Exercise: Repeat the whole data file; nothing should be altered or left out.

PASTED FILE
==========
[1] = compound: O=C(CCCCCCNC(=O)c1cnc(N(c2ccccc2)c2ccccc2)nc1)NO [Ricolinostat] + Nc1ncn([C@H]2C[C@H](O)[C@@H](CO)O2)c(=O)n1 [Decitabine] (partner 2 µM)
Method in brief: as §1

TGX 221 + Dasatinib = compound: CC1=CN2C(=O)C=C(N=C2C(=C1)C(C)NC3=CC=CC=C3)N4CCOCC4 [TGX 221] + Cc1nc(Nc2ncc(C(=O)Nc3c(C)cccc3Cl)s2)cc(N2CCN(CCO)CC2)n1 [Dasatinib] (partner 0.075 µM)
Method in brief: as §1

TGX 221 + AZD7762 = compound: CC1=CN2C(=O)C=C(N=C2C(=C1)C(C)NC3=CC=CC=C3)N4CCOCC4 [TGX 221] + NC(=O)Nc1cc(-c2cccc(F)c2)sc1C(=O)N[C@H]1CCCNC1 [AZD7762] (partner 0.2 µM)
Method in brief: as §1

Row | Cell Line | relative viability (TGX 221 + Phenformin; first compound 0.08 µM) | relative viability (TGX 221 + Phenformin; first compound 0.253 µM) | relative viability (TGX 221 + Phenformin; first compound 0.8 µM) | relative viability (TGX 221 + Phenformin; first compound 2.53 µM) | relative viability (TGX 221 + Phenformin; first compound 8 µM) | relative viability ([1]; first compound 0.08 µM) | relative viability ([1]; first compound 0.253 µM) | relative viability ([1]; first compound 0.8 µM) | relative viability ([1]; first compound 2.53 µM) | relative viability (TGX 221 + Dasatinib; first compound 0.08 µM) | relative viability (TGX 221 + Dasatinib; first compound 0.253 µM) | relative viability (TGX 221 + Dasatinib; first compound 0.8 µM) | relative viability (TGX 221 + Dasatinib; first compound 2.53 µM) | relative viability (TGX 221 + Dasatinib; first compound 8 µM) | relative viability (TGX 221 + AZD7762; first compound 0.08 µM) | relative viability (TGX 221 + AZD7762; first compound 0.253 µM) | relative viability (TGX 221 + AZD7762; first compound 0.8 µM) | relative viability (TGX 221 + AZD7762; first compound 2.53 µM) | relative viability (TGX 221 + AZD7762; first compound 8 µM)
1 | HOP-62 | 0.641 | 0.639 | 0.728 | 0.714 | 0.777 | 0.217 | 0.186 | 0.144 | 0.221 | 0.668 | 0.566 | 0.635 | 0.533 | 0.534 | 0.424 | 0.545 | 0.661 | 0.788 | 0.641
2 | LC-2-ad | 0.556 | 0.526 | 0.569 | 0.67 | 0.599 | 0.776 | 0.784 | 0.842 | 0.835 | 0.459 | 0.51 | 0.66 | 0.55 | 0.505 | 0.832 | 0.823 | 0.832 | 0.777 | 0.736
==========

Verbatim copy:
[1] = compound: O=C(CCCCCCNC(=O)c1cnc(N(c2ccccc2)c2ccccc2)nc1)NO [Ricolinostat] + Nc1ncn([C@H]2C[C@H](O)[C@@H](CO)O2)c(=O)n1 [Decitabine] (partner 2 µM)
Method in brief: as §1

TGX 221 + Dasatinib = compound: CC1=CN2C(=O)C=C(N=C2C(=C1)C(C)NC3=CC=CC=C3)N4CCOCC4 [TGX 221] + Cc1nc(Nc2ncc(C(=O)Nc3c(C)cccc3Cl)s2)cc(N2CCN(CCO)CC2)n1 [Dasatinib] (partner 0.075 µM)
Method in brief: as §1

TGX 221 + AZD7762 = compound: CC1=CN2C(=O)C=C(N=C2C(=C1)C(C)NC3=CC=CC=C3)N4CCOCC4 [TGX 221] + NC(=O)Nc1cc(-c2cccc(F)c2)sc1C(=O)N[C@H]1CCCNC1 [AZD7762] (partner 0.2 µM)
Method in brief: as §1

Row | Cell Line | relative viability (TGX 221 + Phenformin; first compound 0.08 µM) | relative viability (TGX 221 + Phenformin; first compound 0.253 µM) | relative viability (TGX 221 + Phenformin; first compound 0.8 µM) | relative viability (TGX 221 + Phenformin; first compound 2.53 µM) | relative viability (TGX 221 + Phenformin; first compound 8 µM) | relative viability ([1]; first compound 0.08 µM) | relative viability ([1]; first compound 0.253 µM) | relative viability ([1]; first compound 0.8 µM) | relative viability ([1]; first compound 2.53 µM) | relative viability (TGX 221 + Dasatinib; first compound 0.08 µM) | relative viability (TGX 221 + Dasatinib; first compound 0.253 µM) | relative viability (TGX 221 + Dasatinib; first compound 0.8 µM) | relative viability (TGX 221 + Dasatinib; first compound 2.53 µM) | relative viability (TGX 221 + Dasatinib; first compound 8 µM) | relative viability (TGX 221 + AZD7762; first compound 0.08 µM) | relative viability (TGX 221 + AZD7762; first compound 0.253 µM) | relative viability (TGX 221 + AZD7762; first compound 0.8 µM) | relative viability (TGX 221 + AZD7762; first compound 2.53 µM) | relative viability (TGX 221 + AZD7762; first compound 8 µM)
1 | HOP-62 | 0.641 | 0.639 | 0.728 | 0.714 | 0.777 | 0.217 | 0.186 | 0.144 | 0.221 | 0.668 | 0.566 | 0.635 | 0.533 | 0.534 | 0.424 | 0.545 | 0.661 | 0.788 | 0.641
2 | LC-2-ad | 0.556 | 0.526 | 0.569 | 0.67 | 0.599 | 0.776 | 0.784 | 0.842 | 0.835 | 0.459 | 0.51 | 0.66 | 0.55 | 0.505 | 0.832 | 0.823 | 0.832 | 0.777 | 0.736